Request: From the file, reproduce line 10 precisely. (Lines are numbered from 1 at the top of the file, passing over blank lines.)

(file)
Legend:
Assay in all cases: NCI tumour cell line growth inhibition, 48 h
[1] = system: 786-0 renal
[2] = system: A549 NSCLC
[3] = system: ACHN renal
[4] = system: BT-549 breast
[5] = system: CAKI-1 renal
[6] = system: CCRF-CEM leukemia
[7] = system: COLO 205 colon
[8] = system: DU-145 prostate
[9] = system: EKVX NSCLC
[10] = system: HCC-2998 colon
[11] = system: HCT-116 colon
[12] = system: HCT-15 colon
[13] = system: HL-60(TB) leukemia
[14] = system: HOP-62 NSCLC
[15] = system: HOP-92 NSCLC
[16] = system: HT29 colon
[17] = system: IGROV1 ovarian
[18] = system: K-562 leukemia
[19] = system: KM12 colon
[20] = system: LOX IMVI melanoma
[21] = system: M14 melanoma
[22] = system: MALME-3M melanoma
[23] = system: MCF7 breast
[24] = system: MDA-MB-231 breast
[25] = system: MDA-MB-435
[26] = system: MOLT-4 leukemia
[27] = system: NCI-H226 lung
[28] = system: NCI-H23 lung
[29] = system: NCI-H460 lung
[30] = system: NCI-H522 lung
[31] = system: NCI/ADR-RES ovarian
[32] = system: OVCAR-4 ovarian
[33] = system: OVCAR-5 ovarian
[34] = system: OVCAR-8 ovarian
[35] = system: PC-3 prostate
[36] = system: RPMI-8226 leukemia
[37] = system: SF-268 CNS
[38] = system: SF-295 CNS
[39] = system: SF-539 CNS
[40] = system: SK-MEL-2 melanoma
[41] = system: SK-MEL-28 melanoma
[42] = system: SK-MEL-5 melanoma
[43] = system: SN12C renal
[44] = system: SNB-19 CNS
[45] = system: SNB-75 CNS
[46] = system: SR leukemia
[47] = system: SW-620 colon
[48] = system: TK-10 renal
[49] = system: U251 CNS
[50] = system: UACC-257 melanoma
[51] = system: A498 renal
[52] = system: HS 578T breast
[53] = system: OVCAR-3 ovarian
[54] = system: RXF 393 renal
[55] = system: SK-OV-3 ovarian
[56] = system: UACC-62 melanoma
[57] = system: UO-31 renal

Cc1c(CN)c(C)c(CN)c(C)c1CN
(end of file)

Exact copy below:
[8] = system: DU-145 prostate